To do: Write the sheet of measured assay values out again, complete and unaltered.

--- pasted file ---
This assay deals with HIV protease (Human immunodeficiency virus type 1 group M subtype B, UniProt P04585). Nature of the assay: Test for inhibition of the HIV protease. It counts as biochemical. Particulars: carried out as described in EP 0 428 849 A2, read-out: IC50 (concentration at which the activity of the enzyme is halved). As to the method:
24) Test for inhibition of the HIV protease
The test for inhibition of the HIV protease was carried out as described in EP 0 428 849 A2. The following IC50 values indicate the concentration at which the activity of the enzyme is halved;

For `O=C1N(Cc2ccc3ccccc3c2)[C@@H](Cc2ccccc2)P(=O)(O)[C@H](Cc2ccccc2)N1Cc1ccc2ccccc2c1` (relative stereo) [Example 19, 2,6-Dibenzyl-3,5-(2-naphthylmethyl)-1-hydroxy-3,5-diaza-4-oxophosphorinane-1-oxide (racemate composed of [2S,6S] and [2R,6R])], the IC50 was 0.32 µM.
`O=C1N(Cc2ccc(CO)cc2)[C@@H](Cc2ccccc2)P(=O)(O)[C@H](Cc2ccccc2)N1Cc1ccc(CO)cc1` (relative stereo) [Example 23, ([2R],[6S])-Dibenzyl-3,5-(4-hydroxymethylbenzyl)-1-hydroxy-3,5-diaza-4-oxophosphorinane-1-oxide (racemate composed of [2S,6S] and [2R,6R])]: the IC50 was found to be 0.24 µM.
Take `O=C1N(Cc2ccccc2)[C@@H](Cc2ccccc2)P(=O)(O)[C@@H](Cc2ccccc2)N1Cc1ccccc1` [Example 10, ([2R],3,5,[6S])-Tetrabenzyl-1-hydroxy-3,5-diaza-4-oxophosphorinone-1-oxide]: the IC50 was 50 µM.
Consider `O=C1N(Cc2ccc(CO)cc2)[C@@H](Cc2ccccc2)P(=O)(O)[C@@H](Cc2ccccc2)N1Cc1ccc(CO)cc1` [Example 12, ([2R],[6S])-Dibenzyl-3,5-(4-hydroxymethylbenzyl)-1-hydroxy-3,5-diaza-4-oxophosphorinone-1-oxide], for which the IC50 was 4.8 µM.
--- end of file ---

This assay deals with HIV protease (Human immunodeficiency virus type 1 group M subtype B, UniProt P04585). Nature of the assay: Test for inhibition of the HIV protease. It counts as biochemical. Particulars: carried out as described in EP 0 428 849 A2, read-out: IC50 (concentration at which the activity of the enzyme is halved). As to the method:
24) Test for inhibition of the HIV protease
The test for inhibition of the HIV protease was carried out as described in EP 0 428 849 A2. The following IC50 values indicate the concentration at which the activity of the enzyme is halved;

For `O=C1N(Cc2ccc3ccccc3c2)[C@@H](Cc2ccccc2)P(=O)(O)[C@H](Cc2ccccc2)N1Cc1ccc2ccccc2c1` (relative stereo) [Example 19, 2,6-Dibenzyl-3,5-(2-naphthylmethyl)-1-hydroxy-3,5-diaza-4-oxophosphorinane-1-oxide (racemate composed of [2S,6S] and [2R,6R])], the IC50 was 0.32 µM.
`O=C1N(Cc2ccc(CO)cc2)[C@@H](Cc2ccccc2)P(=O)(O)[C@H](Cc2ccccc2)N1Cc1ccc(CO)cc1` (relative stereo) [Example 23, ([2R],[6S])-Dibenzyl-3,5-(4-hydroxymethylbenzyl)-1-hydroxy-3,5-diaza-4-oxophosphorinane-1-oxide (racemate composed of [2S,6S] and [2R,6R])]: the IC50 was found to be 0.24 µM.
Take `O=C1N(Cc2ccccc2)[C@@H](Cc2ccccc2)P(=O)(O)[C@@H](Cc2ccccc2)N1Cc1ccccc1` [Example 10, ([2R],3,5,[6S])-Tetrabenzyl-1-hydroxy-3,5-diaza-4-oxophosphorinone-1-oxide]: the IC50 was 50 µM.
Consider `O=C1N(Cc2ccc(CO)cc2)[C@@H](Cc2ccccc2)P(=O)(O)[C@@H](Cc2ccccc2)N1Cc1ccc(CO)cc1` [Example 12, ([2R],[6S])-Dibenzyl-3,5-(4-hydroxymethylbenzyl)-1-hydroxy-3,5-diaza-4-oxophosphorinone-1-oxide], for which the IC50 was 4.8 µM.